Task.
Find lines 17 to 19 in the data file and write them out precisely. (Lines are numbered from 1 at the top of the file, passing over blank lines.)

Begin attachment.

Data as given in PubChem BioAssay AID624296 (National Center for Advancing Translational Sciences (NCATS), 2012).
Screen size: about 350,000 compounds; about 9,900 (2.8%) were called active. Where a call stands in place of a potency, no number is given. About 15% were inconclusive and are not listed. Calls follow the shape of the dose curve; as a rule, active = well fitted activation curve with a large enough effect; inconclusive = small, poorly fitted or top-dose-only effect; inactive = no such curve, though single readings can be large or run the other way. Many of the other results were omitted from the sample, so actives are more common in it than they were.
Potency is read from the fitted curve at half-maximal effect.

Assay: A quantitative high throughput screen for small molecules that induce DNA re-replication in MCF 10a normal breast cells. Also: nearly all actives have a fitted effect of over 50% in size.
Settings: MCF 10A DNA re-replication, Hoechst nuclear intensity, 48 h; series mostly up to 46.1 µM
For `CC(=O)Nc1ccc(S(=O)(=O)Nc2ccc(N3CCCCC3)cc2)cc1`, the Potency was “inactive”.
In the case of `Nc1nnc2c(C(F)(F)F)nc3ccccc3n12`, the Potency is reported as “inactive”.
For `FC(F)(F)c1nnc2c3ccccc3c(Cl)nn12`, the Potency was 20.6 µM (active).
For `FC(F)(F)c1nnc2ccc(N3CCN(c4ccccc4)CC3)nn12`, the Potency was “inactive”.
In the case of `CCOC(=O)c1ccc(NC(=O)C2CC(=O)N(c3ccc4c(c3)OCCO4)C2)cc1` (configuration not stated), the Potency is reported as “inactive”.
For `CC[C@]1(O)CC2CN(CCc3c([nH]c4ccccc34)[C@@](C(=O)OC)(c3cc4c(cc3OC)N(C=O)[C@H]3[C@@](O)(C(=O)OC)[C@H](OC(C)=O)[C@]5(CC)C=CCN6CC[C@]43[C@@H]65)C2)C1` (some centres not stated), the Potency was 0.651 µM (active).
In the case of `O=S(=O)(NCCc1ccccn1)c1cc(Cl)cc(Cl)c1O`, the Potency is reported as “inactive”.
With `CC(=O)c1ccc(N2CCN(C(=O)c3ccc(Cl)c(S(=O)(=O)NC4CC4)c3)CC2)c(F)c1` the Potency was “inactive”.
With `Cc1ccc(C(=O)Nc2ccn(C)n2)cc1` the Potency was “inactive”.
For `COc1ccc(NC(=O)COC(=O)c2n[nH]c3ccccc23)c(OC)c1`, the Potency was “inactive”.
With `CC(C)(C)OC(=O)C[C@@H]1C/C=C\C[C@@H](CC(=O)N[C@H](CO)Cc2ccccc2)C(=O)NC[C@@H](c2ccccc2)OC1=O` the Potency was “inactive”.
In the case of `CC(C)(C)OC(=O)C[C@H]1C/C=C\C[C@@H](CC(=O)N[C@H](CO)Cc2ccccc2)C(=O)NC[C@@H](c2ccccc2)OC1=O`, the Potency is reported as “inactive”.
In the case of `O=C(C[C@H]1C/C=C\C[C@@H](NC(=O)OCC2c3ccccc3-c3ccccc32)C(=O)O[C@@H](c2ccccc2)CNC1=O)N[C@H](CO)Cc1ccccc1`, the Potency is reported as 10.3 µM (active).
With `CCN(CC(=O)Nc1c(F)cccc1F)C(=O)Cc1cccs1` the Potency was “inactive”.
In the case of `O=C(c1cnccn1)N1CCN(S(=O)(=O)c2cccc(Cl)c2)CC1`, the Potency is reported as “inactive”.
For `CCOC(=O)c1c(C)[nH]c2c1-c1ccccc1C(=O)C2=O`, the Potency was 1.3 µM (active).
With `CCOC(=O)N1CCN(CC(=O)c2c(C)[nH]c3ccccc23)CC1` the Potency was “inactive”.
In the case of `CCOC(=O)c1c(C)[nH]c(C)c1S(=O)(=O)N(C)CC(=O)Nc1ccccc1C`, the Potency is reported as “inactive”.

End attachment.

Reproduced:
In the case of `CC(C)(C)OC(=O)C[C@H]1C/C=C\C[C@@H](CC(=O)N[C@H](CO)Cc2ccccc2)C(=O)NC[C@@H](c2ccccc2)OC1=O`, the Potency is reported as “inactive”.
In the case of `O=C(C[C@H]1C/C=C\C[C@@H](NC(=O)OCC2c3ccccc3-c3ccccc32)C(=O)O[C@@H](c2ccccc2)CNC1=O)N[C@H](CO)Cc1ccccc1`, the Potency is reported as 10.3 µM (active).
With `CCN(CC(=O)Nc1c(F)cccc1F)C(=O)Cc1cccs1` the Potency was “inactive”.